Trumpet is a novel which explores the nuances of identity and love. The characters are effected by the death of Joss Moody and subsequent revelation that he was born a girl, this forces them to examine their own sense of self. Kay’s reflection on the construction of individual, cultural and social selves and the impact of being a person drifting in the boundary spaces is a complex examination of the sum of a person’s parts, how they are defined and effected by changes in the way they are perceived by others and the way they perceive themselves. Kay composed the structure of Trumpet to be ‘very close to Jazz’ using two central melodies surrounded by syncopating rhythms and harmonies. Millie and Colman are two counterpointing voices telling the same story of grief but with different emotional rhythms.1 Kay’s poetic background radiates through her figurative language which serves to intensify the emotional impact of the novel. Kay alters between first and third person narrative voice giving the reader a multidimensional perspective of the Moodys and enabling her to build complex characters. Kay presents Colman Moody as the figure of a man torn by the conflict between his grief at the loss of his father, the distortion of his memories of his past, and his anger at his parents and himself. Colman’s notion of his father suffers a disconnect after Joss dies, he tells the funeral director ‘I won’t believe he’s dead you know, until I see him in the flesh’ (p. 114).2 The body that Colman is presented with, however, is not that of his father but instead it is Joss and Josephine in the same flesh. With Colman unable to reconcile the body on the table with that of his dead father, his grieving process is arrested. Colman is a character who has built his sense of self around the image of his father this is evident when he says; ‘I fucking worshipped him’ (p. 49), both he and Joss inhabit the boundary spaces between the concepts of ethnicity and nationality as they are both of mixed race and Scotsmen living in England. Since Joss also straddles the boundaries of gender, Colman is forced to question his understanding of his own gender identity, and to what degree gender definitions dictate his idea of being a man. Once he meets Edith he is able to make a connection between his father manhood and his father’s girlhood; ’now that he’s seen the little girl, he can see something feminine in his memory of his father’s face that must have been there all along’ (p. 241). Colman’s maternal characteristics are revealed as he performs the traditionally feminine act of tucking the picture of Josephine into her ‘brown sleeping bag’. Colman is finally able to see Josephine reveal herself in his father face, this scene is a key point in the development in the character as he is finally able to permit a degree of femininity, Josephine, into his definition of masculinity, Joss, and begin to resolve his inner turmoil between the binary notions. Kay uses both first and third person, extra and intra diegetic narration to show how the characters process the public revelation of Joss’s assigned gender. In the chapters presented in a first person voice the reader is bound to the speaker’s subjective perspective and limited to the thoughts and feeling that they are able to articulate. In the chapters presented in the third person voice, Kay offers a more tempered regard to the action but preserves the intimacy of the characters present through free indirect discourse; The phone rings. He jumps. Is it cowardice that is making him worry? Is it the fact that he knows he is weak? The worst kind of coward. A coward that wants to be paid for being a coward. That must be it. Answer the phone, Colman. Tell her to go and raffle herself. (p. 243) The omniscient narrator perspective in the present tense creates a sense of immediacy, ‘he jumps’, the reader feels as if they are observing a scene as it unfolds and not the reporting of a past event. It also provides the...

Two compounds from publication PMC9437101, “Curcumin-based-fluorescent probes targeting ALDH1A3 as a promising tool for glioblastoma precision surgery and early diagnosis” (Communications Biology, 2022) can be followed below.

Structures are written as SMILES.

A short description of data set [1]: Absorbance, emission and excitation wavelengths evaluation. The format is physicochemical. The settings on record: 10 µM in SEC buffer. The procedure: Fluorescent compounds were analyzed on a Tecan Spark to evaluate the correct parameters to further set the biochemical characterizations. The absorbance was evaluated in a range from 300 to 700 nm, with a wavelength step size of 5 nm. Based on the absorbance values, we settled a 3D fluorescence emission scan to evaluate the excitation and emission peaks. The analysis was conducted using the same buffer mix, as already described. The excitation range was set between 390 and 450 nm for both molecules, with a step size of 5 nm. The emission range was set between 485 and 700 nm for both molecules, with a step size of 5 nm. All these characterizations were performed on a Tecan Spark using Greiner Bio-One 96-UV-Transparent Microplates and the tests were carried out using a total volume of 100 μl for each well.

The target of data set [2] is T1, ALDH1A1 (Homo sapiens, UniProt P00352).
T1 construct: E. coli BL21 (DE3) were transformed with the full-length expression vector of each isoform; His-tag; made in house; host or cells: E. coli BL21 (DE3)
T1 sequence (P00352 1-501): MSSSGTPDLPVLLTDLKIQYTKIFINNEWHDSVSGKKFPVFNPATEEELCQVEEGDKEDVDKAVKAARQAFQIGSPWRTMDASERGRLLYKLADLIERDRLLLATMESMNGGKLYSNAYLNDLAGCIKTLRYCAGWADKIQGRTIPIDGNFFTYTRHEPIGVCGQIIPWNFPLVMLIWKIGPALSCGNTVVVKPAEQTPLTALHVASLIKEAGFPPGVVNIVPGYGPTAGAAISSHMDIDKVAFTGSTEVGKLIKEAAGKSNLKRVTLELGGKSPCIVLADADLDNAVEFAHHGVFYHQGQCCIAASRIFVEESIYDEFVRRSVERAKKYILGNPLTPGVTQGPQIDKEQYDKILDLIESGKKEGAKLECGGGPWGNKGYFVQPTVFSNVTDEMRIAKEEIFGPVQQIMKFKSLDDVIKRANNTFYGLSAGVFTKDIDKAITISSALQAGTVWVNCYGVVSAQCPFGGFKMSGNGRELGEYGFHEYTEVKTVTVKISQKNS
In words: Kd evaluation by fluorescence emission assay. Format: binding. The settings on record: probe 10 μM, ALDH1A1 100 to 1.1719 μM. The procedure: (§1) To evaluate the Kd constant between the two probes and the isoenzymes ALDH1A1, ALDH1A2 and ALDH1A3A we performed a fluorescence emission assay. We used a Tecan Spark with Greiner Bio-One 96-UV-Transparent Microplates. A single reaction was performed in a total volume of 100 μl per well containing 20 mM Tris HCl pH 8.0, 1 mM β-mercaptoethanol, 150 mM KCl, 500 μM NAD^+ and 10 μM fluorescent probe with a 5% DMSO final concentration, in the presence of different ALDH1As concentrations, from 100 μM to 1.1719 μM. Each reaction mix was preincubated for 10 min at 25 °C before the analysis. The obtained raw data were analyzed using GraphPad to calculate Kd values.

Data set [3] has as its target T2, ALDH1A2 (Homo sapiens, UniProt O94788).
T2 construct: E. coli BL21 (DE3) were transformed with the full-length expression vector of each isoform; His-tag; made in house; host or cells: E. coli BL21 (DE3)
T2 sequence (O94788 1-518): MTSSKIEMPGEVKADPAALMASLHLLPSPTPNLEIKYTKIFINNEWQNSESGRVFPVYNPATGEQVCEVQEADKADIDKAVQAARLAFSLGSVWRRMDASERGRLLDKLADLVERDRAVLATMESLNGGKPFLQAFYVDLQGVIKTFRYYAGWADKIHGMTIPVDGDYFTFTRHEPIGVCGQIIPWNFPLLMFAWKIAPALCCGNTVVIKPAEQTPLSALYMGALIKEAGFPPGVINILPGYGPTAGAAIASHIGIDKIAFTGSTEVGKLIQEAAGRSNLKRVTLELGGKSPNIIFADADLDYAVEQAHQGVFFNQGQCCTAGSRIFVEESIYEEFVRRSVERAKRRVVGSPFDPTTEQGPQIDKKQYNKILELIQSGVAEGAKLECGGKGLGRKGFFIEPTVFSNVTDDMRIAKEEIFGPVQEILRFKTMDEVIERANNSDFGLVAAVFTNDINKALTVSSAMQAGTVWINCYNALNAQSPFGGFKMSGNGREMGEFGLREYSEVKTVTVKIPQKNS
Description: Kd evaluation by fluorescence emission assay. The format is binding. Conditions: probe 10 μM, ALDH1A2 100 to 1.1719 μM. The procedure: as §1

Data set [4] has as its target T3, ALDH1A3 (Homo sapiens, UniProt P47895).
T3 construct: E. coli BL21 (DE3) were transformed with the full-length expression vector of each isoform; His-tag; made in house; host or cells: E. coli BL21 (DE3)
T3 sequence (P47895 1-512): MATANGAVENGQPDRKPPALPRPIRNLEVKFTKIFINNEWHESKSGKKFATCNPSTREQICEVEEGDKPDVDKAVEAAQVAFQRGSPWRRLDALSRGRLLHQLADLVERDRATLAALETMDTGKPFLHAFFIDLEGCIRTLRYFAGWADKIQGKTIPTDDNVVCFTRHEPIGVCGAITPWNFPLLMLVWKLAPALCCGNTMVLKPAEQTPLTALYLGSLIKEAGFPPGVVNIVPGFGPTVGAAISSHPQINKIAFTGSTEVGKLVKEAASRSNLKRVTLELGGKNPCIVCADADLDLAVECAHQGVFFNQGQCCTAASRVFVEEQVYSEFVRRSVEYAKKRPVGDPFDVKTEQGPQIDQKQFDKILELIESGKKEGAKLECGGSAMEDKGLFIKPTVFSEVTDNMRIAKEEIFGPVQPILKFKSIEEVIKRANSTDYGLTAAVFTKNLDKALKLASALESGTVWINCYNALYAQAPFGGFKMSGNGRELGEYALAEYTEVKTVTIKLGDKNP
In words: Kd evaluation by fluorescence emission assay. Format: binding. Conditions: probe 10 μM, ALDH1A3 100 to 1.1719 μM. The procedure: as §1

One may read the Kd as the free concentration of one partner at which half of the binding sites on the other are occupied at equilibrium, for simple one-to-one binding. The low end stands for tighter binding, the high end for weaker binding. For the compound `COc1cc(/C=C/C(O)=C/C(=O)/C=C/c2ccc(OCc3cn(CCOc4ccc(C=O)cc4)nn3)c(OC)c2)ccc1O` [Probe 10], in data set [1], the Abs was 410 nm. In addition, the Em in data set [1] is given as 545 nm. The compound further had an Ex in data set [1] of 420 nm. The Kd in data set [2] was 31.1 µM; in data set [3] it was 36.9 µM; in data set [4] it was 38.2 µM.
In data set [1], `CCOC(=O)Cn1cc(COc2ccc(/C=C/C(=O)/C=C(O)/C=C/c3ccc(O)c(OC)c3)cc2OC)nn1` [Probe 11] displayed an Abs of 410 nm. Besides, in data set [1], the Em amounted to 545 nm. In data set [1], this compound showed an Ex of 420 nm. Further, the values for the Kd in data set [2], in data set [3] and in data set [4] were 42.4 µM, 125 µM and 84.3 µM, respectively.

Bibliography: Kay, Jackie, Trumpet (London: Picador, 1998)
Randomhouse.com, 'Bold Type: Interview With Jackie Kay ', 1999 [accessed 4 December 2014]
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